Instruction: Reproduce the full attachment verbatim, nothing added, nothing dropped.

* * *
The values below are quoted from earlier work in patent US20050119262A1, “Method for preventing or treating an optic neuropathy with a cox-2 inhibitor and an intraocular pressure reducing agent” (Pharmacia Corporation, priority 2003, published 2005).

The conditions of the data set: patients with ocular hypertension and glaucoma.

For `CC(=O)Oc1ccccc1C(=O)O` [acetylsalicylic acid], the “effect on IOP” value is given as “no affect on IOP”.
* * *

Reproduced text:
The values below are quoted from earlier work in patent US20050119262A1, “Method for preventing or treating an optic neuropathy with a cox-2 inhibitor and an intraocular pressure reducing agent” (Pharmacia Corporation, priority 2003, published 2005).

The conditions of the data set: patients with ocular hypertension and glaucoma.

For `CC(=O)Oc1ccccc1C(=O)O` [acetylsalicylic acid], the “effect on IOP” value is given as “no affect on IOP”.